Double fatality truckie: 'That night was my worst nightmare'
A TRUCK driver charged over an accident that killed two people may have walked free from court on Wednesday but the psychological impact of the horrific event will stay with him forever.
Mornington Peninsula based truck driver David Walter Neil Cox was found not guilty by a jury after a two-day trial in Rockhampton District Court.
Xinzi Che and Man Tat Sze died when a 1.88 tonne steel pipe fell from the back of Mr Cox's truck, smashed into their car which then burst into flames.
The accident occurred on the Bruce Hwy at Mt Larcom about 4am on December 6, 2014.
Mr Cox was 27 at the time of the accident.
"That night was my worst nightmare and the nightmare of every truck driver," Mr Cox said outside court after the verdict.
"There is not a day that doesn't go by that I don't relive it. It's just one of those things that plays in the back of your mind constantly, like a movie.
"This accident has cost the lives of two innocent people... I've got to live with that for the rest of my life. I will never ever forget that."
During the trial, the court heard Mr Cox had not been allowed on his own trailer to inspect a load pre-packed by Bechtel employees due to a Bechtel safety policy.
The court heard it was suggested none of the employers informed Mr Cox of an aluminium walkway that he could use to climb up high enough to inspect the load.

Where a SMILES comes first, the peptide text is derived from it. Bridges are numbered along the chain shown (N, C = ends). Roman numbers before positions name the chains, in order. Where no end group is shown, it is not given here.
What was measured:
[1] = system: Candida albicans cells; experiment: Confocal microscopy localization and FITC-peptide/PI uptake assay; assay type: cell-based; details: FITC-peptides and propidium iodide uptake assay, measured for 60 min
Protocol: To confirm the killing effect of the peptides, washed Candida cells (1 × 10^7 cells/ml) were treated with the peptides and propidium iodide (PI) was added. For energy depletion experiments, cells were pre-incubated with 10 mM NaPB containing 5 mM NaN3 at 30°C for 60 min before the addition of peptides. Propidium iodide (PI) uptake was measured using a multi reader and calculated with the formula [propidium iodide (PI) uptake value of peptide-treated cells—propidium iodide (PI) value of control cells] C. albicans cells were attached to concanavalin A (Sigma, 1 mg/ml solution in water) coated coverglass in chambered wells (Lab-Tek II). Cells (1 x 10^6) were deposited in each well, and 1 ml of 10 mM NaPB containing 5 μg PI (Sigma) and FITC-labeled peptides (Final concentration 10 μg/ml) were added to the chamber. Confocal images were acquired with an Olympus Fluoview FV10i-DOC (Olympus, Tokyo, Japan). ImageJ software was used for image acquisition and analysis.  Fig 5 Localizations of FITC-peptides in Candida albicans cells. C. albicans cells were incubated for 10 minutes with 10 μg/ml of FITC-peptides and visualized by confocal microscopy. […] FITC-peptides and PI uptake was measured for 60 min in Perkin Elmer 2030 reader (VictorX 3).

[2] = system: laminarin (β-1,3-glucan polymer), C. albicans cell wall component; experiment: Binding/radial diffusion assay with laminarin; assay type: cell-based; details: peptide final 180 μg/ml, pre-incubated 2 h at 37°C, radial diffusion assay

Each of the three men, who gave evidence during the trial, played a role in the loading of a 13-tonne green steel frame and two 1.88 tonne pipes onto Mr Cox's trailer - the green steel frame along the bottom of the trailer, both steel pipes on top of the green frame with one near the cabin and one at the end of the trailer.
The court heard the load was one of 400 that travelled between Hay Point and Toowoomba after Wagners bought a walking bridge from Bechtel and it was transported in pieces by subcontract truck drivers.
Questions were also raised about why only one wooden cradle was used instead of two to support the pipes. The court heard one flat piece of timber was used in place of the second cradle underneath each of the steel pipes, with the pipes tilting to the centre of the trailer. The straps in question then criss-crossed over the pipes.
Mechanical Engineer Denis Richard Larson informed the court that had appropriate timber cradles been placed under the steel pipes, along with friction pads, and other elements of the load security remaining, the pipes would not have moved, nor become free as they did.
Mr Larson explained those elements of load securing needed to be put in place before the pipes were lifted by crane on top of the green steel frame.
Mr Cox, after the trial, said he hoped this case "starts to shine a light on the dangers of the transport industry and what we actually have to go through and what we experience on a daily basis."
"We get pushed pretty hard out there," he said.
"It has spurred me on to teach all young truck drivers and pretty much any body I can speak to about it... basically, lives of motorists, lives of yourself, making sure you get home to your families at night. It comes before any load and any deadline or anything like that."
He said while the verdict lifted a "huge weight off his shoulders" with regards to the legal matters hanging over his head, he doubted he would ever find closure over the accident itself.
"My grandfather (truck driver) had an accident about 50 years ago where somebody had died and until his dying day, he never got over it. It's just something that you don't get past. The nightmares. The waking up in the middle of the night screaming. It's just something that I have to live with."